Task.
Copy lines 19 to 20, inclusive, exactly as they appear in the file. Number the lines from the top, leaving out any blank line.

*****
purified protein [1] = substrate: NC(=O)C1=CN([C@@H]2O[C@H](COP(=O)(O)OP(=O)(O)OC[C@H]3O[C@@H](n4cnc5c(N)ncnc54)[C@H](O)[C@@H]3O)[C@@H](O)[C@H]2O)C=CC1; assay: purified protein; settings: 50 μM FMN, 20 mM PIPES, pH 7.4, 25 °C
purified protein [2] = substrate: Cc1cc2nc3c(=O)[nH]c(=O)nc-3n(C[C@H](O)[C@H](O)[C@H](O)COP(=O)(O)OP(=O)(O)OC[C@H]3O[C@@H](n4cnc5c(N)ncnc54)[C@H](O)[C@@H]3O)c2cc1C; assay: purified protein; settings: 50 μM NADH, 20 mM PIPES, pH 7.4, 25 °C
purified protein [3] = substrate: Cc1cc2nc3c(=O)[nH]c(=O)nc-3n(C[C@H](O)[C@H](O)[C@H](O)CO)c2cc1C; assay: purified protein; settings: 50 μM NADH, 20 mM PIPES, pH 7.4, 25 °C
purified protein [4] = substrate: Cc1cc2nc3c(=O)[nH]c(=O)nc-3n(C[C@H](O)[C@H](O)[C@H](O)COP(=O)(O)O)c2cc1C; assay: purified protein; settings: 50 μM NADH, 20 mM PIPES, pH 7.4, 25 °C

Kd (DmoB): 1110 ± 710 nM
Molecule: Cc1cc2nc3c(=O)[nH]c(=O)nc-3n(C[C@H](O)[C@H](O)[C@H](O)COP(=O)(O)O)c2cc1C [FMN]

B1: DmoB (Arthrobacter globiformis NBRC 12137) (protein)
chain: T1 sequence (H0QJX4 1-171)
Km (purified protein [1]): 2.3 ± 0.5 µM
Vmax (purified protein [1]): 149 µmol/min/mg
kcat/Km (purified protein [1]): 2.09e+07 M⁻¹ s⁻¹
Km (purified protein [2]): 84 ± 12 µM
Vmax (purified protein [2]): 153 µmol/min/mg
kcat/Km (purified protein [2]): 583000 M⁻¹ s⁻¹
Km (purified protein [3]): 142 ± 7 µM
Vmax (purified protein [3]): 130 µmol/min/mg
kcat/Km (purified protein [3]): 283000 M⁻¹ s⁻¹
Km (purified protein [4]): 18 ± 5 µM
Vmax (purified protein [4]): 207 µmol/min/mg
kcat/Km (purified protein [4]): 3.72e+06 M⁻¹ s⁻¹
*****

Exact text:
Vmax (purified protein [4]): 207 µmol/min/mg
kcat/Km (purified protein [4]): 3.72e+06 M⁻¹ s⁻¹